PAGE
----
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UN Opposes Uruguay Marijuana Bill

The United Nations International Narcotics Board (INCB) issued a statement on Thursday urging Uruguay to not implement legislation that would make it the first country in the world to create and regulate a legal marijuana market.

In the statement, the INCB—an independent body tasked with monitoring production and consumption of narcotics worldwide—said that if the law passed, it “would be in complete contravention to the provisions of the international drug control treaties, in particular the 1961 Single Convention on Narcotic Drugs, to which Uruguay is a party.” The INCB also warned that the law would have serious consequences for the health and welfare of the population of 3.3 million.

The statement came only hours after the Uruguayan House of Representatives passed a bill late Wednesday night that would allow Uruguayans aged 18 or older to own up to six marijuana plants per household. It would also create a federal registry for people to purchase up to 40 grams of marijuana per month from licensed pharmacies. The bill will now go to the Senate, where it is expected to be approved by a wide margin.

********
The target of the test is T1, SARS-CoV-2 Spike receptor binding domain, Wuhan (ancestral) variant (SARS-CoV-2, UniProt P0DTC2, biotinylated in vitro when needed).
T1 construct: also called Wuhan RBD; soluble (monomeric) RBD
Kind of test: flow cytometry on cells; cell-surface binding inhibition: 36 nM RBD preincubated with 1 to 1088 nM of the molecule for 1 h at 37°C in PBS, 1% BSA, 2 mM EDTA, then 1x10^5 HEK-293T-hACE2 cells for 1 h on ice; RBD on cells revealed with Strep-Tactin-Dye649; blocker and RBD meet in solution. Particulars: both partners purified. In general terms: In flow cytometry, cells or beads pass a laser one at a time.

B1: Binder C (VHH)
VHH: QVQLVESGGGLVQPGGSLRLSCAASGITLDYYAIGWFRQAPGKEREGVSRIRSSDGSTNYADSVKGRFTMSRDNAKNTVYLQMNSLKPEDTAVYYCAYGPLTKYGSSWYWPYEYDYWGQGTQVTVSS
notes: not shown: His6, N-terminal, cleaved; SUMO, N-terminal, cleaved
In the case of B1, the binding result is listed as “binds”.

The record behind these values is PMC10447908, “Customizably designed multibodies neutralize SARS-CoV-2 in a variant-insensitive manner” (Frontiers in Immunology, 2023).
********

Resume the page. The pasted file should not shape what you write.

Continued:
If the bill becomes law, it will be a long-sought victory for President José Mujica, a former guerrilla, who has lauded the legislation as an alternative to the costly War on Drugs in the hemisphere. Since Mujica took office in 2010, the Uruguayan Senate has approved one the of the most progressive abortion bills in Latin America and has legalized same-sex marriage, which goes into effect next Monday.

Any opinions expressed in this piece do not necessarily reflect those of Americas Quarterly or its publishers.
Tags: Uruguay, Marijuana

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